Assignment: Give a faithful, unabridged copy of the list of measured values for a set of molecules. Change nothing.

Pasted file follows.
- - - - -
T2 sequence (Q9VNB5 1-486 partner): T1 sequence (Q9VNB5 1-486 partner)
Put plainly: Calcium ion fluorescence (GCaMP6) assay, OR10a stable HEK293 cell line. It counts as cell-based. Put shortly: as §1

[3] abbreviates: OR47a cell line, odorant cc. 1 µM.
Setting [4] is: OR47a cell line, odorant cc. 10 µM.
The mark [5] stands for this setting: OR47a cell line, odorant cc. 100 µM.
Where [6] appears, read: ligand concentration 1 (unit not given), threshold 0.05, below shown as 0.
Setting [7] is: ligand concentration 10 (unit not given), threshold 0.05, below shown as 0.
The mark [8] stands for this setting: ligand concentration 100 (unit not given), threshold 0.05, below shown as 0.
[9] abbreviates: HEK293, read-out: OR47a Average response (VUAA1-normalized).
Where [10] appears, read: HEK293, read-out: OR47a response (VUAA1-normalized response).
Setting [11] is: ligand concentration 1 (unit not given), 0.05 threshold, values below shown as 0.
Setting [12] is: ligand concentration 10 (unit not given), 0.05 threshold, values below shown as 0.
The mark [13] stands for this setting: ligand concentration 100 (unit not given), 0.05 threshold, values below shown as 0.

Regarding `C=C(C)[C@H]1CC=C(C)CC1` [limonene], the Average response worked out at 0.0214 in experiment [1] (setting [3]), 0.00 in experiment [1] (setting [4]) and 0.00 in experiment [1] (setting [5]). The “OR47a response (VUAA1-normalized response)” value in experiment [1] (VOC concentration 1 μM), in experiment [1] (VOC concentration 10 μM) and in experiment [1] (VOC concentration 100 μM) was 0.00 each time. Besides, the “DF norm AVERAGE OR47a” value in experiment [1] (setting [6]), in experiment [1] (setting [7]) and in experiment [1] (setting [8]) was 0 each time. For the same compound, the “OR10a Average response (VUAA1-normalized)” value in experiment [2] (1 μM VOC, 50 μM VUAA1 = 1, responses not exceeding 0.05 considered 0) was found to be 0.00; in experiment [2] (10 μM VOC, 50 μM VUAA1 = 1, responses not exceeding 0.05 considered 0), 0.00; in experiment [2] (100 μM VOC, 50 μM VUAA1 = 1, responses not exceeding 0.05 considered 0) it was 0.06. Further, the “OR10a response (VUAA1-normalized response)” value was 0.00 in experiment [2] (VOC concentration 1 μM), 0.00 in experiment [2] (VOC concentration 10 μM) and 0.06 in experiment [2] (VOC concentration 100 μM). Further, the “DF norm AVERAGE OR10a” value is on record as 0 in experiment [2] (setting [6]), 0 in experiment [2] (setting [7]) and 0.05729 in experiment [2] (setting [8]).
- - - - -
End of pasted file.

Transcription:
T2 sequence (Q9VNB5 1-486 partner): T1 sequence (Q9VNB5 1-486 partner)
Put plainly: Calcium ion fluorescence (GCaMP6) assay, OR10a stable HEK293 cell line. It counts as cell-based. Put shortly: as §1

[3] abbreviates: OR47a cell line, odorant cc. 1 µM.
Setting [4] is: OR47a cell line, odorant cc. 10 µM.
The mark [5] stands for this setting: OR47a cell line, odorant cc. 100 µM.
Where [6] appears, read: ligand concentration 1 (unit not given), threshold 0.05, below shown as 0.
Setting [7] is: ligand concentration 10 (unit not given), threshold 0.05, below shown as 0.
The mark [8] stands for this setting: ligand concentration 100 (unit not given), threshold 0.05, below shown as 0.
[9] abbreviates: HEK293, read-out: OR47a Average response (VUAA1-normalized).
Where [10] appears, read: HEK293, read-out: OR47a response (VUAA1-normalized response).
Setting [11] is: ligand concentration 1 (unit not given), 0.05 threshold, values below shown as 0.
Setting [12] is: ligand concentration 10 (unit not given), 0.05 threshold, values below shown as 0.
The mark [13] stands for this setting: ligand concentration 100 (unit not given), 0.05 threshold, values below shown as 0.

Regarding `C=C(C)[C@H]1CC=C(C)CC1` [limonene], the Average response worked out at 0.0214 in experiment [1] (setting [3]), 0.00 in experiment [1] (setting [4]) and 0.00 in experiment [1] (setting [5]). The “OR47a response (VUAA1-normalized response)” value in experiment [1] (VOC concentration 1 μM), in experiment [1] (VOC concentration 10 μM) and in experiment [1] (VOC concentration 100 μM) was 0.00 each time. Besides, the “DF norm AVERAGE OR47a” value in experiment [1] (setting [6]), in experiment [1] (setting [7]) and in experiment [1] (setting [8]) was 0 each time. For the same compound, the “OR10a Average response (VUAA1-normalized)” value in experiment [2] (1 μM VOC, 50 μM VUAA1 = 1, responses not exceeding 0.05 considered 0) was found to be 0.00; in experiment [2] (10 μM VOC, 50 μM VUAA1 = 1, responses not exceeding 0.05 considered 0), 0.00; in experiment [2] (100 μM VOC, 50 μM VUAA1 = 1, responses not exceeding 0.05 considered 0) it was 0.06. Further, the “OR10a response (VUAA1-normalized response)” value was 0.00 in experiment [2] (VOC concentration 1 μM), 0.00 in experiment [2] (VOC concentration 10 μM) and 0.06 in experiment [2] (VOC concentration 100 μM). Further, the “DF norm AVERAGE OR10a” value is on record as 0 in experiment [2] (setting [6]), 0 in experiment [2] (setting [7]) and 0.05729 in experiment [2] (setting [8]).